In his evidence in Ratko Mladic’s defense, General Bosko Kelecevic, who served as the chief of staff in the 1st Krajina Corps during the war, tried to shift the blame for the events in the Prijedor prison camps on the civilian authorities. According to Kelecevic, the Manjaca prison camp operated in line with ‘the provisions of humanitarian law’. Civilians voluntarily left the area of responsibility of the Krajina Corps, which was ‘possibly Europe’s largest military corps’

Bosko Kelecevic, defence witness at Rako Mladic trialBosko Kelecevic, defence witness at Rako Mladic trial

Ratko Mladic’s defense case continued today with the evidence of General Bosko Kelecevic, former chief of staff of the VRS 1st Krajina Corps. In his statement to the defense, the witness denied that the Bosnian Serb army carried out any ‘actions aimed at persecuting civilians’. According to Kelecevic, the civilians left because they were ‘scared of the war’.

As alleged in the indictment against Mladic, a large number of crimes were committed in the area of responsibility of the 1st Krajina Corps. In the municipalities of Prijedor, Sanski Most and Kotor Varos, the persecution reached the scale of genocide. Despite the fact that he spent the entire war as the chief of staff in a corps, a top military post, General Kelecevic claimed that he didn’t know anything about the crimes. In his statement Kelecevic claimed that an action to 'disarm the Muslim population' was carried out in the villages of Kozarac and Hambarine. No civilians were killed or abused, Kelecevic argued. The prisoners were taken to Omarska and Keraterm where they were handed over to the civilian police. According to Kelecevic, the third prison camp in Prijedor – Trnopolje – was an ‘open center’.

The witness claimed he was unaware of the events in the Prijedor prison camps because they were under the jurisdiction of the civilian authorities. In his statement Kelecevic had nothing but praise for the Manjaca military prison camp near Banja Luka where the prisoners were treated according to the ‘provisions of humanitarian law’. The witness saw it for himself when he visited the prison camp in late August 1992. Kelecevic was not aware that the prisoners were coerced, beaten or killed.

After the witness’s statement was admitted into evidence, Mladic’s defense didn’t have any questions for him. As indicated, the witness’s cross-examination, which began today, will last for seven and a half hours, or at least two days. A good part of today’s questions pertained to the structure of the 1st Krajina Corps and the witness’s position in the Bosnian Serb military chain of command. The prosecutor and the witness agreed that the Corps was strictly under the command of Mladic’s Main Staff and that several brigades were subordinated to the witness. The 1st Krajina Corps had 67,000 fighters and held 68 per cent of the Republika Srpska territory, the witness noted. ‘It was possibly the Europe’s largest corps’, Kelecevic concluded.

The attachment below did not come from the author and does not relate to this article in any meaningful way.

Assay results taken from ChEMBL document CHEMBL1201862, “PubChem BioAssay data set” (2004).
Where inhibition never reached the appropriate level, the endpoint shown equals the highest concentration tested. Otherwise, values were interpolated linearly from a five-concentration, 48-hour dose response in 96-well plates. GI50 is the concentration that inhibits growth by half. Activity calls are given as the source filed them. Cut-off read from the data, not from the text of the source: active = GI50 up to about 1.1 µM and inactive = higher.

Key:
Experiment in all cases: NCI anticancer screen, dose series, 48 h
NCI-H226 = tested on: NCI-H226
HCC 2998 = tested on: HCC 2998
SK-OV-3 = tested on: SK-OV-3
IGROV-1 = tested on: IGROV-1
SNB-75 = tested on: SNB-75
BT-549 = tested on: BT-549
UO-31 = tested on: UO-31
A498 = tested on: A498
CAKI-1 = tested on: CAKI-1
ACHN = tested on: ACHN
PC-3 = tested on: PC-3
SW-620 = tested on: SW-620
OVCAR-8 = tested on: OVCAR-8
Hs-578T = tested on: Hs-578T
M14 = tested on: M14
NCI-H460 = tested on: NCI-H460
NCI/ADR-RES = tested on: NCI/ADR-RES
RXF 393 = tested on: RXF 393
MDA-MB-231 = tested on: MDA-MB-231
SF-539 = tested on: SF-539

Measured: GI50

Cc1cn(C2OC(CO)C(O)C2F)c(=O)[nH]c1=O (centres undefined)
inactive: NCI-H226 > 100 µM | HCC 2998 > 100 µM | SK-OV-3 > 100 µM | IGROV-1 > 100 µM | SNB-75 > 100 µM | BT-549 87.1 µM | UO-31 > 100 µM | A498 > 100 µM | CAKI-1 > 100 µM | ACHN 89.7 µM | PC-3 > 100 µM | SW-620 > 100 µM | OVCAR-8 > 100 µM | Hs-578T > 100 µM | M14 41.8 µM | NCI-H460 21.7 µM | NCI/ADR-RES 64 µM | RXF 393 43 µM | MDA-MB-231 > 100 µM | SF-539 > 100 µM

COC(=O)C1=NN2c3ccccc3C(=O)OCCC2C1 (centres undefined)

The prosecutor put it to the witness that the Bosnian Serb army took over the structure, the arsenal and the personnel from the JNA. The witness agreed almost entirely with the suggestion.

In May 1992, the 5th Banja Luka Corps of the JNA was renamed the 1st Krajina Corps of the VRS. The brigades also changed their names, but their composition remained the same. The witness confirmed that after the transformation he had his new post in the VRS structure but he also retained post in the JNA and received his salary ‘from Belgrade’.

The witness was then asked if he as a top officer in the Corps knew about the train that transported Muslims from Bosanski Novi to Doboj sometime in June in 1992. Kelecevic was told that the Prijedor Crisis Staff had organized the transfer of civilians who ‘had volunteered’ to leave their homes. The witness did not know that the train had been stopped in Doboj, and that hundreds of men were separated from the rest of the people and taken back to Bosanski Novi where they were detained. The witness also denied that in the spring of 1992, during Operation Koridor, crimes were committed against non-Serb civilians in Modrica and Odzak. The houses there were destroyed during the clashes, and the Bosnian Serb army wanted to flush out the enemy soldiers, not civilians. Kelecevic was aware that General Momir Talic, the 1st Krajina Corps commander, had been indicted by the Tribunal in The Hague. According to Kelecevic, Talic ‘is not a war criminal because he didn’t live long enough to be convicted'.

Today the prosecutor indicated that tomorrow he would examine the witness about the events in Prijedor.